A nationwide strike of schools erupted with students burning their German textbooks.  Of course, Ben Yehuda was in the middle of the fight, threatening that blood would flow.  In fact, his home became general headquarters.  Councils of war were held late into the night.  Finally teachers and students took to the streets in a general strike shouting in Hebrew, “Down with the Germans,” and “Hebrew must live.”

Sure enough, the Germans threatened to discontinue the publishing of more volumes of Ben Yehuda’s dictionary.  But there was no stopping the man.  He directed the opening of “emergency” schools across the country with all instruction in Hebrew.  In some, wooden boxes had to be used for seats.  Slowly, the agitation diminished.  German schools were reopened, but Hebrew was not dropped from the curriculum.  Ben Yehuda, strangely refreshed, picked up his pen and went back to work on his dictionary.  Hebrew reigned.


It was time for Hemda to head off to Europe once more to raise money for the next volume.  Eliezer decided to go with her.  Again, he headed for the national libraries in each place and buried himself in ancient tomes that would yield new secrets of the beginning and continuation through the ages of the Hebrew language.

After visiting London, Hemda had enough funds to publish the fifth volume.  Eliezer was full of excitement over his finds in the library at Oxford.  A friend gave them first class tickets on a ship back to Egypt—the first time ever in their lives to enjoy such luxury.

It was a serene period in Eliezer’s life. For at least two more years they would not have to set out for Europe, hat in hand, for the next volume.  The children were thrilled their mother wouldn’t be gone for months this time.  Eliezer had placed a motto in front of his desk for many years that read:  “The day is so short; the work to be done so great.”  Now he changed his sign to: “My day is long; my work is blessed.”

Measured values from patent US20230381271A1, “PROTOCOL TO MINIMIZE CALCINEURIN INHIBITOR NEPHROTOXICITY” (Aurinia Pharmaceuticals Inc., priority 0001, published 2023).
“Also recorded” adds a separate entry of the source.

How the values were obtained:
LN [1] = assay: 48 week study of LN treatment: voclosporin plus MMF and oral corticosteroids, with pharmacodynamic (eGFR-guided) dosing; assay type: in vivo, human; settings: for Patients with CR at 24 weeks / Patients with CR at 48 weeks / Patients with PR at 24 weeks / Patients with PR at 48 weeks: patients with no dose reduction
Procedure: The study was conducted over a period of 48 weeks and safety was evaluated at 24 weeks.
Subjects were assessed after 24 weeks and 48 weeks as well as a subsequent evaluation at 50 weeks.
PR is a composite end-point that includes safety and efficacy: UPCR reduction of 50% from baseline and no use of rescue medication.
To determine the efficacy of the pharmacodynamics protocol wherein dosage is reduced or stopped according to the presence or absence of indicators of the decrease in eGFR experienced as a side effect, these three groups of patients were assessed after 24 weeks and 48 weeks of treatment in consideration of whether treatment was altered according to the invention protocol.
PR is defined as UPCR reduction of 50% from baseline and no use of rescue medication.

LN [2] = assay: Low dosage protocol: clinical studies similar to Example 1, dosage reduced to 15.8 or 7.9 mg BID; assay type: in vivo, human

0319 - Fisrt Bezalel campus

First Bezalel Campus, 1913


0319 - Bezalel Art Academy

One of Bezalel Art Academy departments today


Eliezer and Hemda decided to take a real vacation.  They sent the children to the Petach Tikvah settlement to stay with their close friends, and packed a trunk to take to Beirut.  But as they arrived in Haifa to board the ship, they found the city in turmoil.  Germany had just declared war on France, and England had declared war on Germany and Austria.  Banks were closed.  They had just enough cash to get back to Jerusalem.

Darkness settled over the Holy Land.  The Jews of Palestine were isolated from the rest of the world.  Ships stopped coming to her shores.  Sugar, rice and kerosene could no longer be purchased.  Turks were searching for anyone who could be accused of treason—meaning Zionist activists.  It was rumored there was a warrant out for the arrest of their son Ben Zion, who was a known Hebrew-language journalist.  They lost contact with their son Ehud who was studying in Germany.  Again, Ben Yehuda felt his dream for a national home for his people that was just emerging, was threatened with annihilation.  He had trouble concentrating on his research for his dictionary. Hemda was very  worried for his health.



0419 - Ben Yehuda with Hemda and Judelovitch

From left: Eliezer, wife Hemda, David Judelovitch, a former student of Eliezer who became one of the leading educators bringing Hebrew to the schools of the settlements.